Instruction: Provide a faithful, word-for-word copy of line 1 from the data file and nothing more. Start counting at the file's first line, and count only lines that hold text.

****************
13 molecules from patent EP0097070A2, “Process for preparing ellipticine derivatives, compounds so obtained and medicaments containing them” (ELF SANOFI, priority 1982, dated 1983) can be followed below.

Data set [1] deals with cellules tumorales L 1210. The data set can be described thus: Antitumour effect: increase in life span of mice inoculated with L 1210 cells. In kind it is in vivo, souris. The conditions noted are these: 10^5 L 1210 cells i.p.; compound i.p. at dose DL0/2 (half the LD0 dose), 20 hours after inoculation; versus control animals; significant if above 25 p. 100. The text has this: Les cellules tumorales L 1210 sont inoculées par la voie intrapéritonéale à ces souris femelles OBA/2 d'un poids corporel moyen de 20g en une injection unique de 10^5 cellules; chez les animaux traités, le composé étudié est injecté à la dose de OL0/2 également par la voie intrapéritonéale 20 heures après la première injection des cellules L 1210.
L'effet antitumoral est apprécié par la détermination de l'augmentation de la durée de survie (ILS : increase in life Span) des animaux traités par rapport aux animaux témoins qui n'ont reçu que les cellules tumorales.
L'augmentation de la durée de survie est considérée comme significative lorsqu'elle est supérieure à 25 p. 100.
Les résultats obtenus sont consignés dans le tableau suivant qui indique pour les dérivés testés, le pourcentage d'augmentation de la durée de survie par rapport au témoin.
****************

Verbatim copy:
13 molecules from patent EP0097070A2, “Process for preparing ellipticine derivatives, compounds so obtained and medicaments containing them” (ELF SANOFI, priority 1982, dated 1983) can be followed below.